This is an extract of our Controlling Uses Of Land document, which we sell as part of our Property Outlines collection written by the top tier of NYU School Of Law students.
The following is a more accessble plain text extract of the PDF sample above, taken from our Property Outlines. Due to the challenges of extracting text from PDFs, it will have odd formatting:
CONTROLLING USES OF LAND I. Background: A. Private Controls:
? Nuisance suits
? Covenants B. Public Controls:
? Nuisance II. NUISANCE: An unreasonable non-trespassory interference with reasonable (not idiosyncratic) use or enjoyment of property. A. Goals of Nuisance a. Separate out net socially beneficial activities from socially harmful ones. Ban the bad ones. b. Compensate people who are harmed, even if by net-beneficial activities. B. Different from trespass. Trespass is for physical invasion, and is treated like other intentional torts. D is liable for damages w/o any reasonableness balancing. Intentional nuisance, however, is sometimes subject to balancing. a. What's the policy justification for treating intentional physical invasion from intentional activity that leads to invasion via smoke particles?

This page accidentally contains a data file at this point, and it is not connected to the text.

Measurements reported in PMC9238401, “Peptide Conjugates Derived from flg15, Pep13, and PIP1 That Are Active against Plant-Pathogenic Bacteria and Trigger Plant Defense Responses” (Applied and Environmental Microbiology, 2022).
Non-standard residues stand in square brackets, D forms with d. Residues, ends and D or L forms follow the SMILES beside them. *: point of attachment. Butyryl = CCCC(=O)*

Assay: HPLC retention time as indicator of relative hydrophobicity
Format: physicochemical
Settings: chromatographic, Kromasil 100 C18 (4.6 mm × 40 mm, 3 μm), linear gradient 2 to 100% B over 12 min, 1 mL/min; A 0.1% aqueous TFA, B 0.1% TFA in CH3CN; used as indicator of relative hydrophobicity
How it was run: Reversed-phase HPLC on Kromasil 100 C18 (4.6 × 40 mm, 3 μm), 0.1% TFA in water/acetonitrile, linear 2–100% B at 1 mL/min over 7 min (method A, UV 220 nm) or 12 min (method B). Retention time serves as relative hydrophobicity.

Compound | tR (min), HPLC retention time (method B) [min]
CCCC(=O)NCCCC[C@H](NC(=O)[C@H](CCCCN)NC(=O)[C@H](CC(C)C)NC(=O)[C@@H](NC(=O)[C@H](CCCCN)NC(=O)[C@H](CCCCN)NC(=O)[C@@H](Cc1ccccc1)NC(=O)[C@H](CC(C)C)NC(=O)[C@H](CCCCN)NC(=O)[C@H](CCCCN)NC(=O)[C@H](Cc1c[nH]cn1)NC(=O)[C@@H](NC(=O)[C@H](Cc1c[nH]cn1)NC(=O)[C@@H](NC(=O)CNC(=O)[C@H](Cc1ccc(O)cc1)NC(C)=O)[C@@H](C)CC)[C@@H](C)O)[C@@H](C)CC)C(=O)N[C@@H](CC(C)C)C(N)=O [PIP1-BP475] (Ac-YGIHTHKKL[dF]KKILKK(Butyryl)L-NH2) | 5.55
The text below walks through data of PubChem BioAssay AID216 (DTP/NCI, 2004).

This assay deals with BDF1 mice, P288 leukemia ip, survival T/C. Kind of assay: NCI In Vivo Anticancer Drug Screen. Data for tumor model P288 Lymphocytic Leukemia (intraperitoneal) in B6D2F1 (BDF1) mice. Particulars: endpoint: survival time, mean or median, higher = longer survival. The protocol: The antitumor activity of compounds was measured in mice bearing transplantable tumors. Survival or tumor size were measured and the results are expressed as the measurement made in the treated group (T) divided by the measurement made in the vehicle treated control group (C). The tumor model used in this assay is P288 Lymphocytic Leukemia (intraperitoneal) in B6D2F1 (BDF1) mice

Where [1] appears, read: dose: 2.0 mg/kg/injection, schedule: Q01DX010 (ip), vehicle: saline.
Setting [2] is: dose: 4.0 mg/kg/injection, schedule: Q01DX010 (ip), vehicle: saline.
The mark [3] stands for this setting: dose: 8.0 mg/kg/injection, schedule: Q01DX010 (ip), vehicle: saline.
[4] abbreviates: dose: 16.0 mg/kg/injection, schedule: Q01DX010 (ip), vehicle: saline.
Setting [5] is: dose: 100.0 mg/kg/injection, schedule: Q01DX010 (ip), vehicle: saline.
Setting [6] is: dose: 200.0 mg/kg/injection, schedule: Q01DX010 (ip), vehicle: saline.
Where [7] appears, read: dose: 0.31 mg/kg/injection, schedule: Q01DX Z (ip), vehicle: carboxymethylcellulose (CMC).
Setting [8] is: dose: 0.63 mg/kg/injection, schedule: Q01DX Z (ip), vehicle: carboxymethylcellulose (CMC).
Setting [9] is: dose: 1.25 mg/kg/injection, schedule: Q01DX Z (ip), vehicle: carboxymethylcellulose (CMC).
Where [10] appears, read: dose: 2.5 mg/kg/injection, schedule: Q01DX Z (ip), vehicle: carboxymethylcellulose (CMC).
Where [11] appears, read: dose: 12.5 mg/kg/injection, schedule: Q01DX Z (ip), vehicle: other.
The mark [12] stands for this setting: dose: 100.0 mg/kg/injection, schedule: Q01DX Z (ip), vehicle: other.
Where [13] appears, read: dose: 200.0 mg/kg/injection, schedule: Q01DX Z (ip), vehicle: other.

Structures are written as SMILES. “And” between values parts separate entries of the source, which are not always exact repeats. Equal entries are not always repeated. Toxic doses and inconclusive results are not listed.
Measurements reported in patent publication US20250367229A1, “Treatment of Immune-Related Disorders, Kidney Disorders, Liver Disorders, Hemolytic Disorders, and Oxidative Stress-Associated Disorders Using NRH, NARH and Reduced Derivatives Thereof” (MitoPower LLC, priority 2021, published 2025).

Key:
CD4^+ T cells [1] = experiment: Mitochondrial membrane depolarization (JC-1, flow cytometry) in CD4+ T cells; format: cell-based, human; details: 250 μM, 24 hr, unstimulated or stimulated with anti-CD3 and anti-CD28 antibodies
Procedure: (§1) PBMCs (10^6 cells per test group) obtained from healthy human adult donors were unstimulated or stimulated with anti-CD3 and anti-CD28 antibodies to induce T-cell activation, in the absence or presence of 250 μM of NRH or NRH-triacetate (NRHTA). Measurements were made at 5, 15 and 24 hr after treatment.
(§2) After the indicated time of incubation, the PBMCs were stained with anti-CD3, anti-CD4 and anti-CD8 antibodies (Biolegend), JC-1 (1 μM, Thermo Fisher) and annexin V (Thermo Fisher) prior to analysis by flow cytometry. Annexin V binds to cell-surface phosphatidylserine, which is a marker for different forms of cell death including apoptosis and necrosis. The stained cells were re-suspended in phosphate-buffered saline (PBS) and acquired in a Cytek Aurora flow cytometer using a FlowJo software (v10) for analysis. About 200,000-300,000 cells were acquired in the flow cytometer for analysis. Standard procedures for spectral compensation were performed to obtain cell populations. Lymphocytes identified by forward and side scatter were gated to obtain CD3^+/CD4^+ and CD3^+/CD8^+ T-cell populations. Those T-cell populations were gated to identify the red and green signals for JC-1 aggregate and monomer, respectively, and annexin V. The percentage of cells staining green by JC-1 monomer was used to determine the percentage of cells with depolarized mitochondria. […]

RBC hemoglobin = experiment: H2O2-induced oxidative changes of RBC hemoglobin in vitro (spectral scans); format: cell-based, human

C. Public and Private a. Public Nuisance: Affects the rights enjoyed by citizens as a part of the public. Only the state, a representative of general public, or someone with a special interest can sue. b. Private Nuisance: One affecting a single individual or a definite small number of persons in the enjoyment of private rights not common to the public. D. Tests: a. Balancing tests (restatement) i. Balancing the utilities (Prah)
1. Gravity of harm: extent and character of harm, social value of P's use, suitability to location, burden on P of abating it)
2. Utility of conduct: social value of P's use, suitability to location, impracticality of D abating it a. Courts are supposed to weigh the total social harm (not just to this plaintiff, but many courts get it wrong) b. Prof thinks courts are terrible at making these kinds of calculations. Its not their job or expertise. ii. Balancing the equities---once a nuisance is found, some courts use this test at the remedies phase.
1. If net positive social utility, make D pay damages, but continue
2. If net negative, no damages, just issue injunction.